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Pre-Owned: 1997-2004 Pontiac Montana

The inexpensive alternative? Automotive columnist: , Updated:


All of the GM minivans of this generation sported the same engine. It was an OHV 3.4L V6. Output was rated at 185 hp and 210 lb/ft of torque for
1997 and 1998. In 1999, both numbers rose by five. The only available transmission was a 4-speed automatic. In 2002, GM's Versatrak AWD system was added as an option. Along with it came 4-wheel disc brakes and a fully independent suspension. Regular FWD van made due with drums and a semi-independent suspension at the rear.

On the road

The 3.4L V6 was not an explosive engine. It was torquey and responsive enough at low rpms to make the driving experience interesting. Its principal attribute was its impressively low fuel consumption when compared to any other minivan. The autobox was quite a smooth operator however it could easily get confused and hesitant if rushed.

The ride of the minivans was best characterised by the word soft. This means that at reasonable speeds, the occupants were nearly unbothered by potholes and road imperfections. This also meant that body-roll was very present but not an issue for the average driver. My tester's long wheelbase contributed to the cozy drive.

These vehicles were by no means meant to be driven hard. Because of this, it was easy to forgive the lack of on-center feel of the steering. Generally speaking, the brakes performed as expected although my Montana's pedal was very spongy.


The Montana has standard dual front air bags, available ABS brakes and three-point seatbelts. The NHTSA (National Highway Traffic Safety Administration) awarded the car 4 out of 5 stars (a good result) for the driver and 3 out of 5 stars (an average result) for the passenger in frontal impacts from 1997 to 2001. As of 2002, the passenger side frontal rating was increased to 4 out of 5 stars. The IIHS (Insurance Institute for Highway Safety) rated the Montana as "Poor" in its category.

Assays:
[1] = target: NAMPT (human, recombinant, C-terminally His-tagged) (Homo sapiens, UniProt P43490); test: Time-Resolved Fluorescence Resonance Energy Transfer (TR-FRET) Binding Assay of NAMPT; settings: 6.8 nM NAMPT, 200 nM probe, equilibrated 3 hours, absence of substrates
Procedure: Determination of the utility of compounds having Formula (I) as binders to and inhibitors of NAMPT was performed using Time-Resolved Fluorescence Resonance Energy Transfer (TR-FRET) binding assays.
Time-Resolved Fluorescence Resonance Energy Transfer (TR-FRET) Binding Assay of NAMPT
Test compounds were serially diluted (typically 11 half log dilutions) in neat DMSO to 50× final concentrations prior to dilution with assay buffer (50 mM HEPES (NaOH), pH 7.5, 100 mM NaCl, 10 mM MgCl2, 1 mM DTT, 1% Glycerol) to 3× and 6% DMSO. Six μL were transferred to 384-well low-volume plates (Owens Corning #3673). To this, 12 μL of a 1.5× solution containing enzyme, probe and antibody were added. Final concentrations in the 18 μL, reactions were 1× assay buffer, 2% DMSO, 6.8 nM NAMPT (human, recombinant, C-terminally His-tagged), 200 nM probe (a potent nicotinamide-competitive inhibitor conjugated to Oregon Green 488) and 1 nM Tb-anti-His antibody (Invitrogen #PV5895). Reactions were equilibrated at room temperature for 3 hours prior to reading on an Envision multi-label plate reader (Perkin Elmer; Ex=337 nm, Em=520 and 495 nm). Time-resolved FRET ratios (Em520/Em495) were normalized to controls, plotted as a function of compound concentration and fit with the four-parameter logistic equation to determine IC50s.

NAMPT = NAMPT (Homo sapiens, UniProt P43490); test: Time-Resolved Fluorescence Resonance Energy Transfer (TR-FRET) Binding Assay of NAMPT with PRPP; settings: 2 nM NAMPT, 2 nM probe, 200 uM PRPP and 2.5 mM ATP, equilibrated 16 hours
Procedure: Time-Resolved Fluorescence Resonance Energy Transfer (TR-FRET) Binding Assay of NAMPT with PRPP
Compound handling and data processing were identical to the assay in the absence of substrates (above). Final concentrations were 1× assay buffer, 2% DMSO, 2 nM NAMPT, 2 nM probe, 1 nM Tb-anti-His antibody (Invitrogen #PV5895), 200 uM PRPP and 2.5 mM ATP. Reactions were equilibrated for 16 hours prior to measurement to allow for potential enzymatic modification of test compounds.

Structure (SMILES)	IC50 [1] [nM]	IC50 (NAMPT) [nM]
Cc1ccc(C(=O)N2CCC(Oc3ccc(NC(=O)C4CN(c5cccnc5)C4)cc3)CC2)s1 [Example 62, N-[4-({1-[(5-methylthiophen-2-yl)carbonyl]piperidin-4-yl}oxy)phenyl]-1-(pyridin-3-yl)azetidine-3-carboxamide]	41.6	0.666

From 1997 to 1999, the GM minivans had a number of reliability issues. One of the most common was transmission failures and intake manifold gasket leaks. As of 2000, the numbers of complaints on these vans diminished. This was sufficient to make them a better choice than both of its North American counterparts.

As a used minivan purchase, the Montana is interesting because of its low resale value and high level of features. The key is to find one from 2002 to 2004. They have a 5 year/ 100 000 km powertain warranty and are the best years of this generation of GM minivans. The buyer will benefit from a low purchase price but will also suffer high depreciation if resold shortly after. The ideal situation, if possible, is to keep and maintain it for 3 to 4 years.